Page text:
Oh, I am a firm believer in the idea that crowd-funding is possibly the perfected model for self-publishing. Short of robbing a bank. Still though, with small press there is a genuine security net that many self-publishers do not acknowledge nearly often enough – the complete necessity of competent editors, of persons who understand marketing and promotions, etc. Someone can be a top-class writer or artist but a total idiot when it comes to accounting or publicity or whatever other nuances of business. Self-publishing means a lot more control, but there is a downside to that just in not having anyone to hide behind when “the fit hits the shan”. That said, was it daunting for you, having SUPER-EGO be such an early release for the new Magnetic Press label? Does it feel like being the first cop having to kick the door in and run into an apartment full of drug-dealers with your gun out? Or did Mike Kennedy do his usual thing and streamline whatever rough patches along the way?
SUPER-EGO has been ready since 2009. I tried all I could to let people know it and get interested in it but nothing happened. I totally SUCK when it comes to selling my job, that’s the truth. It was just when Mike decided to show it on sequentialink that I had to take it out of a shelf somewhere. Mike put this project under his wings, and the thing just happened, and I just had to watch it fly. He found a great colorist (thank you for your great job, Lucas!) and decided to use it as the spearhead in his new label. That’s quite a responsibility for a newcomer, which proves Mike is confident of SUPER-EGO’s potential. (Thank you for that again, Mike!)
Does SUPER-EGO end on a definitive note, or is there any chance of a return to that world in the future?
I’m writing the second four issue mini-series right now. I would like to write at least 12 issues (3 mini-series of 4 issues each) and call it “Season 1”. There are a lot of superheroes archetypes I want to work with.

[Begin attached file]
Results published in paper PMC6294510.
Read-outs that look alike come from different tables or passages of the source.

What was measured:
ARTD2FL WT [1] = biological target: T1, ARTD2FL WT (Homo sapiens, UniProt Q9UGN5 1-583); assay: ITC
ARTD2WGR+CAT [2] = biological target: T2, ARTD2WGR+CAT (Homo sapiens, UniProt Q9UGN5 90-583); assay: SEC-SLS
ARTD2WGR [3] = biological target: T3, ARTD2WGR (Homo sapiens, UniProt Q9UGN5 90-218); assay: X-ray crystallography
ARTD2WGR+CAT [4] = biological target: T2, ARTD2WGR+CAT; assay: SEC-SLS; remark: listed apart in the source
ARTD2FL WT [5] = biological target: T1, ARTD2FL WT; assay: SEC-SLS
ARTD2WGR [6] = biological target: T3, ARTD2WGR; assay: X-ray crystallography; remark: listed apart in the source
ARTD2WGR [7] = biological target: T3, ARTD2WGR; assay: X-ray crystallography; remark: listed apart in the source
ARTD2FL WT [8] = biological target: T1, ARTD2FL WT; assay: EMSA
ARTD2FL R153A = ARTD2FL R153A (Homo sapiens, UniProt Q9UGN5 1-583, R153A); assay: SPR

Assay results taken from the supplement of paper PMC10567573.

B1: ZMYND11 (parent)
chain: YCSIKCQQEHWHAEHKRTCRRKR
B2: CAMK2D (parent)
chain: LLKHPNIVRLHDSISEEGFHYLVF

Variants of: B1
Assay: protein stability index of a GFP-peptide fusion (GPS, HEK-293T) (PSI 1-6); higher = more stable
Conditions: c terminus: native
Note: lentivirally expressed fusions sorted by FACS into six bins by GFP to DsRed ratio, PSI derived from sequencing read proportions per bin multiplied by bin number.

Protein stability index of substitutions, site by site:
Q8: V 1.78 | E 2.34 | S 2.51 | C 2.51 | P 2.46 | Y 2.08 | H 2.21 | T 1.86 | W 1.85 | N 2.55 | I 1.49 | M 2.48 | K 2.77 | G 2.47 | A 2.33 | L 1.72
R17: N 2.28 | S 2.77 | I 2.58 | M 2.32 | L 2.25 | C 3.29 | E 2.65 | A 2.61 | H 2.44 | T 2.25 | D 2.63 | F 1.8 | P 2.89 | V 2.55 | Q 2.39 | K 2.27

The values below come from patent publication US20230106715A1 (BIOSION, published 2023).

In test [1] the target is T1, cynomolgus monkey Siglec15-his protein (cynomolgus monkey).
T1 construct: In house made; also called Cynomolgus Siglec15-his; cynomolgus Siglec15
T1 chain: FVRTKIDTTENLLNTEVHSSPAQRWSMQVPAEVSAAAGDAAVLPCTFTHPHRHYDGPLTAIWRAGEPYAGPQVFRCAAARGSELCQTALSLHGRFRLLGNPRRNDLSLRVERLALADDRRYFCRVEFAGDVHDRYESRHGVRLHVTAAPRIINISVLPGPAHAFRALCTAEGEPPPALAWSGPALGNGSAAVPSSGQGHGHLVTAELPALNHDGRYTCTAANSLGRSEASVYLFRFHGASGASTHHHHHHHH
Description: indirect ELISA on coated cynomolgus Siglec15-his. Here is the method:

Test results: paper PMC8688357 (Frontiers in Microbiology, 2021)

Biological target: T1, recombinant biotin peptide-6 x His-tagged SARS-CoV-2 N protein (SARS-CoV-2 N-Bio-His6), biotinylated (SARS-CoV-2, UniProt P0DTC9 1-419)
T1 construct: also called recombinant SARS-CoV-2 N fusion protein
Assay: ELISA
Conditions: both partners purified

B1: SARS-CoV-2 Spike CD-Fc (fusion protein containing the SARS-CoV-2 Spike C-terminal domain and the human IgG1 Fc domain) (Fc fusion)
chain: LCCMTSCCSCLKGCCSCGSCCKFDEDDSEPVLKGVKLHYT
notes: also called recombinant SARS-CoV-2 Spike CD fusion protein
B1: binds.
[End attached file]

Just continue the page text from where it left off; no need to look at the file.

So SUPER-EGO will be your life for the foreseeable future? Nothing wrong with that! What would be a dream gig for you though? Say, in five or ten years down the road? Or better yet, what would be a genre you would never touch with even a ten foot pole?
In fact, I will have to do the next SUPER-EGO books on my free time whenever I find any, because I have scheduled more Vivid and Prophet Hill with Mike Kennedy, a one-shot of No More Heroes, and right now I’m finishing issue 2 of Exit Generation, another four issue mini-series with writer Sam Read. Other than that, I work in a comic book shop with my brother from 14 pm to 19 pm (2 pm to 7 pm US), but I always draw at work when there’s no customers around.
But I would love to be doing my own stuff for the next five or ten years. I have a lot of projects waiting for the right moment. It would be nice for my career to be on one of the majors, yeah, but doing your own stuff is much more satisfying. And a genre I wouldn’t work on? Well, I’m on that early stage of career where I would be excited to draw ANYTHING as long as it gets an audience. Ask me this again in 5 or 10 years and let’s see what will change.
Jesus, Caio, I hope you allow yourself time for some good tunes and gaming. Your artwork is sharp, your spirit in galactic and your future looks bright as bright can be. It has been a royal pleasure chatting with you man, and we cannot wait to see how SUPER-EGO unfolds.
The pleasure was all mine, really. Thanks again for the kind words and the spotlight, Richard. I just want to say a big thank you to whoever spends his money on the comic books of a newbie like me. Thank you very much, I appreciate your money, but I would really, REALLY love if you just like the comic. If you don’t and you hate it…well, I still can use your money on therapy and it’ll be useful as research for the next one.